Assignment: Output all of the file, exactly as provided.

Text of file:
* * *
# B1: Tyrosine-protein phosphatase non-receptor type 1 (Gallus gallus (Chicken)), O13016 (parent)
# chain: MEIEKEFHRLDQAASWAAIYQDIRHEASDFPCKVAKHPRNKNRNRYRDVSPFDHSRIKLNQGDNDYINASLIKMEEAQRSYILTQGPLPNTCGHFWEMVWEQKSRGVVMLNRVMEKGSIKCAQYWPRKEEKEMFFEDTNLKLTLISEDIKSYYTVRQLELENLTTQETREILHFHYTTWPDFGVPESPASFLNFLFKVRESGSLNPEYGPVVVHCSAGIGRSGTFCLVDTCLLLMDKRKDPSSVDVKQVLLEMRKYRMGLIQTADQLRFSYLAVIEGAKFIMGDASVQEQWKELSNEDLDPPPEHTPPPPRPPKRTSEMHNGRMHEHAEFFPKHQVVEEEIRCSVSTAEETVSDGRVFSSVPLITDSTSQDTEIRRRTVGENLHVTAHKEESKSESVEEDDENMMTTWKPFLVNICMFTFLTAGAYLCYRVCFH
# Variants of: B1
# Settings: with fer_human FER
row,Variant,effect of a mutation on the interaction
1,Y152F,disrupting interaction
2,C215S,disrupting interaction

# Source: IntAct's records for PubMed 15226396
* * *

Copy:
# B1: Tyrosine-protein phosphatase non-receptor type 1 (Gallus gallus (Chicken)), O13016 (parent)
# chain: MEIEKEFHRLDQAASWAAIYQDIRHEASDFPCKVAKHPRNKNRNRYRDVSPFDHSRIKLNQGDNDYINASLIKMEEAQRSYILTQGPLPNTCGHFWEMVWEQKSRGVVMLNRVMEKGSIKCAQYWPRKEEKEMFFEDTNLKLTLISEDIKSYYTVRQLELENLTTQETREILHFHYTTWPDFGVPESPASFLNFLFKVRESGSLNPEYGPVVVHCSAGIGRSGTFCLVDTCLLLMDKRKDPSSVDVKQVLLEMRKYRMGLIQTADQLRFSYLAVIEGAKFIMGDASVQEQWKELSNEDLDPPPEHTPPPPRPPKRTSEMHNGRMHEHAEFFPKHQVVEEEIRCSVSTAEETVSDGRVFSSVPLITDSTSQDTEIRRRTVGENLHVTAHKEESKSESVEEDDENMMTTWKPFLVNICMFTFLTAGAYLCYRVCFH
# Variants of: B1
# Settings: with fer_human FER
row,Variant,effect of a mutation on the interaction
1,Y152F,disrupting interaction
2,C215S,disrupting interaction

# Source: IntAct's records for PubMed 15226396